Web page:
Government plans to reform NDAs to give workers greater transparency

The UK Government yesterday (21st July 2019) announced its plan to reform legislation surrounding non-disclosure agreements (NDAs). This reform will stop NDAs being used to prohibit individuals from coming forward to professionals such as police, doctors, lawyers or social workers regarding sexual harassment, racial discrimination and assault in the office.

Currently, NDAs cannot be used to stop people from ‘whistleblowing’, reporting wrongdoing in the interest of public health. However, misconceptions have prevented employees from ‘whistleblowing’ and so the NDAs being reformed makes it clear that they cannot be used to prevent information of bad practice taking place at work.

This will ideally, put an end to the misuse of NDAs.

Under new legislation, NDAs would be reformed to:

  • Ensure that the clause, and its limitations, are written in plain English so individuals can understand exactly what they are signing and their rights in relation to the contract.
  • Provide individuals with independent legal advice which would outline the limitations of the NDA and make it clear that, regardless of this contract, information can still be disclosed to police, regulated health and care professions or legal professionals.
  • Include new enforcement measures that would make NDAs which do not comply with legal requirements legally void.


These reforms are in response to some employers using NDAs in order to conceal acts of sexual harassment or racism.

According to the Daily Telegraph, in October 2018, Philip Green, the chairman of Topshop, used NDAs on five different occasions “to silence and pay off his alleged victims with “substantial sums” in response to allegations of “sexual harassment and racial abuse”.

Kelly Tolhurst, business minister who announced a consultation on the proposed changes to the NDAs said:

The new legislation will stamp out misuse, tackle unacceptable workplace cultures, protect individuals and create a level playing field for businesses that comply with the law.

Ben Willmott, head of public policy for the CIPD, welcomed the reforms but suggested there was further work to be done. He said:

We welcome the Government’s plans, particularly the reform to make clear the limitations of a confidentiality clause so individuals signing them fully understand their rights.

However, changes to the law alone will not help to prevent harassment and discrimination from occurring in the first place. There needs to be far greater recognition in some organisations that their culture has to change. This change starts with leaders and managers role-modelling the right behaviours and a greater focus on boosting diversity and inclusion.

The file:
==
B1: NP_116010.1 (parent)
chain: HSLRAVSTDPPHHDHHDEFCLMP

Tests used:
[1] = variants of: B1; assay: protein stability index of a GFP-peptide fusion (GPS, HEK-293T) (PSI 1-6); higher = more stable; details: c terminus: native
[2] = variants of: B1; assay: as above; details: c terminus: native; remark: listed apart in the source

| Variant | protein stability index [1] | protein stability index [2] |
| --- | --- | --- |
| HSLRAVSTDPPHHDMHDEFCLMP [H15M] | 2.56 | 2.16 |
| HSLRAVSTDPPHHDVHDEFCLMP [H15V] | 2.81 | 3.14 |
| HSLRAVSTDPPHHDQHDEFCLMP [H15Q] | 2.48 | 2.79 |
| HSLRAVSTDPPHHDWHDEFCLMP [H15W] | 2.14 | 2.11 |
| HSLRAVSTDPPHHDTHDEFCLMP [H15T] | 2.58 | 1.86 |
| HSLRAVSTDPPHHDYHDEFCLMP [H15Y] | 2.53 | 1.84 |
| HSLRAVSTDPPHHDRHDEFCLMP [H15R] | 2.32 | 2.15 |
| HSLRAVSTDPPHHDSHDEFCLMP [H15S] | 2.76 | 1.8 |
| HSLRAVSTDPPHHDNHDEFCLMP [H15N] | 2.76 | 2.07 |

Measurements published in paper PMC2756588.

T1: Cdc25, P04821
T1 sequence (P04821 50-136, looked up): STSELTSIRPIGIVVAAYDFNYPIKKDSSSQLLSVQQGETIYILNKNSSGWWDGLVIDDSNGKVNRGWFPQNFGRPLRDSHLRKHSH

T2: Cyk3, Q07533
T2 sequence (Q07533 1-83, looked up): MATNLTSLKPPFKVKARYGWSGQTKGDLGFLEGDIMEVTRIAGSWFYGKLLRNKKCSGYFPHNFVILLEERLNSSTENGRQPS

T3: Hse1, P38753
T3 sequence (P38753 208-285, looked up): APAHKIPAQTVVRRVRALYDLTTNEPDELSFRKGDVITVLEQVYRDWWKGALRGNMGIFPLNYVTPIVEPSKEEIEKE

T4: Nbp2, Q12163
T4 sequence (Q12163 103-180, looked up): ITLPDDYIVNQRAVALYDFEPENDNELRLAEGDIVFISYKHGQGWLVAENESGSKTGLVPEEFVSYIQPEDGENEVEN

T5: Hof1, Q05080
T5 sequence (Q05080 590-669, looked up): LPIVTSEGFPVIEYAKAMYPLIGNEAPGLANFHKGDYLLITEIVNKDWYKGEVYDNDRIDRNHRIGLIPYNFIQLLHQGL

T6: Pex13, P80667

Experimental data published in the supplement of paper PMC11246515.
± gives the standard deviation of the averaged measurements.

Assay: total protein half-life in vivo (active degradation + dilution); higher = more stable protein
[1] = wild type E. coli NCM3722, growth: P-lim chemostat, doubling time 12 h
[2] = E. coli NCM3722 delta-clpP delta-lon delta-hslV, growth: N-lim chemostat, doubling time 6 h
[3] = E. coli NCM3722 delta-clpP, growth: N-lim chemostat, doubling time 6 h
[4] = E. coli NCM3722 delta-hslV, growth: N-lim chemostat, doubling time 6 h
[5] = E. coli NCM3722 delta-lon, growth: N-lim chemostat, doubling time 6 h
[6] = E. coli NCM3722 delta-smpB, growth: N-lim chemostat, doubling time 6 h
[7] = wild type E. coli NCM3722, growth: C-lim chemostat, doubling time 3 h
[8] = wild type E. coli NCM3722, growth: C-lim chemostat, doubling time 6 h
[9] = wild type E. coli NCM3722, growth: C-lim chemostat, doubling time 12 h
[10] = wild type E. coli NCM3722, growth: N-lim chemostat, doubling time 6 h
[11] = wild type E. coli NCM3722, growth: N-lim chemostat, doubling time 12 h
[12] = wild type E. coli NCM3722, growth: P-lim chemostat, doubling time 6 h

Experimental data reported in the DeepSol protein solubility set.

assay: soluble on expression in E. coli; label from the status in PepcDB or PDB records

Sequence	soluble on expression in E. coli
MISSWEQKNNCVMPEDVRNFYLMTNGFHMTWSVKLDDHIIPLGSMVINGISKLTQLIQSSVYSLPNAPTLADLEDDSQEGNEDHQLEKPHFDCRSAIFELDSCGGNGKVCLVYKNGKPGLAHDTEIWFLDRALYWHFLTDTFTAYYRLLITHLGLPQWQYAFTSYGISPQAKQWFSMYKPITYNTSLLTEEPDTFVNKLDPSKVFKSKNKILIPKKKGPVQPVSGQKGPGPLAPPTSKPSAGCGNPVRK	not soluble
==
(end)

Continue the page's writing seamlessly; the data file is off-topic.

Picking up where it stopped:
Remziye Ozcan, employment lawyer at Slater and Gordon, who provided evidence to the committee regarding the proposal, speaks of the financial limitations regarding the reform. She said:

The response highlights the introduction of new legislation to require lawyers to advise on the limitations of an NDA in order for a settlement agreement to be valid, there should also be guidance on how much money an employer should contribute towards the compulsory legal advice, for the employee.

Currently, a contribution is not mandatory so some employers offer no contribution or minimal funding. This would add further protection for the employee and make sure they are not placed in a situation where they cannot cover the cost of any recommended changes and feel they have to agree to the proposed clauses. This would help protect the employee further and make additional steps to balancing out the power between employer and employee, when dealing with NDAs.

Sue Andrews, HR & business consultant at KIS Finance and Chartered Fellow of the CIPD, warns against this reform going too far by banning NDAs. She said:

The intended reforms to NDAs are a welcome introduction. However, if legislation goes further and bans NDAs altogether in cases of discrimination, there will be little incentive for employers to settle matters outside of court, leaving staff trapped in roles where they can’t afford to leave without the cushion of a Settlement Agreement.  Whilst they should never be used to protect the guilty, the total removal of NDAs could actually be to the detriment of the victims in some circumstances.





Monica Sharma is an English Literature graduate from the University of Warwick. As Editor for HRreview, her particular interests in HR include issues concerning diversity, employment law and wellbeing in the workplace. Alongside this, she has written for student publications in both England and Canada. Monica has also presented her academic work concerning the relationship between legal systems, sexual harassment and racism at a university conference at the University of Western Ontario, Canada.